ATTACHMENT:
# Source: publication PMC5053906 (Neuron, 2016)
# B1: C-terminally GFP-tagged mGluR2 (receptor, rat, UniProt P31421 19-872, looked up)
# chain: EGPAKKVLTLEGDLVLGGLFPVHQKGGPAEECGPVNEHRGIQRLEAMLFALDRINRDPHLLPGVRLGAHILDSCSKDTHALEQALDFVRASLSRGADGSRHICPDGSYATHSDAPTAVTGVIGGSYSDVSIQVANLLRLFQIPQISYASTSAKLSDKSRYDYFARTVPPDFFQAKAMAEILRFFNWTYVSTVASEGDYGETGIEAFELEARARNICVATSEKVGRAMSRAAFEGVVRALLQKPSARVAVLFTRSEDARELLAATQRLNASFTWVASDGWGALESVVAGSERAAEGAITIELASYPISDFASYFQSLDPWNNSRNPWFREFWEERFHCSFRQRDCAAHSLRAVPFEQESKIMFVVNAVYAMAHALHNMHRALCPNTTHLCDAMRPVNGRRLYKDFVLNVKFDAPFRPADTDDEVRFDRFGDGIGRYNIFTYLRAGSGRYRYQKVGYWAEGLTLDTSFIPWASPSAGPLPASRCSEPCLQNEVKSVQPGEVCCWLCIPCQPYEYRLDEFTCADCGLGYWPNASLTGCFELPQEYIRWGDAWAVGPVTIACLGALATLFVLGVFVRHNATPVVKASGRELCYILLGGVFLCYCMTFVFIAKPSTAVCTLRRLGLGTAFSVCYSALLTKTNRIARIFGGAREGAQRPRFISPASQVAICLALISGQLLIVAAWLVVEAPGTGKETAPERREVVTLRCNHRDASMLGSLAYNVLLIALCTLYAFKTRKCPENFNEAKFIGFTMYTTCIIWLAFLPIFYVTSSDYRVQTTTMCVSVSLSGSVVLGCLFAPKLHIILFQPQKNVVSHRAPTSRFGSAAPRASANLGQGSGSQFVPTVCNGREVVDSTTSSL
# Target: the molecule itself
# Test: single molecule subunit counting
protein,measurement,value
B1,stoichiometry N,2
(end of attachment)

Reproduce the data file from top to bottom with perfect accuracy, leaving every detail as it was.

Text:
# Source: publication PMC5053906 (Neuron, 2016)
# B1: C-terminally GFP-tagged mGluR2 (receptor, rat, UniProt P31421 19-872, looked up)
# chain: EGPAKKVLTLEGDLVLGGLFPVHQKGGPAEECGPVNEHRGIQRLEAMLFALDRINRDPHLLPGVRLGAHILDSCSKDTHALEQALDFVRASLSRGADGSRHICPDGSYATHSDAPTAVTGVIGGSYSDVSIQVANLLRLFQIPQISYASTSAKLSDKSRYDYFARTVPPDFFQAKAMAEILRFFNWTYVSTVASEGDYGETGIEAFELEARARNICVATSEKVGRAMSRAAFEGVVRALLQKPSARVAVLFTRSEDARELLAATQRLNASFTWVASDGWGALESVVAGSERAAEGAITIELASYPISDFASYFQSLDPWNNSRNPWFREFWEERFHCSFRQRDCAAHSLRAVPFEQESKIMFVVNAVYAMAHALHNMHRALCPNTTHLCDAMRPVNGRRLYKDFVLNVKFDAPFRPADTDDEVRFDRFGDGIGRYNIFTYLRAGSGRYRYQKVGYWAEGLTLDTSFIPWASPSAGPLPASRCSEPCLQNEVKSVQPGEVCCWLCIPCQPYEYRLDEFTCADCGLGYWPNASLTGCFELPQEYIRWGDAWAVGPVTIACLGALATLFVLGVFVRHNATPVVKASGRELCYILLGGVFLCYCMTFVFIAKPSTAVCTLRRLGLGTAFSVCYSALLTKTNRIARIFGGAREGAQRPRFISPASQVAICLALISGQLLIVAAWLVVEAPGTGKETAPERREVVTLRCNHRDASMLGSLAYNVLLIALCTLYAFKTRKCPENFNEAKFIGFTMYTTCIIWLAFLPIFYVTSSDYRVQTTTMCVSVSLSGSVVLGCLFAPKLHIILFQPQKNVVSHRAPTSRFGSAAPRASANLGQGSGSQFVPTVCNGREVVDSTTSSL
# Target: the molecule itself
# Test: single molecule subunit counting
protein,measurement,value
B1,stoichiometry N,2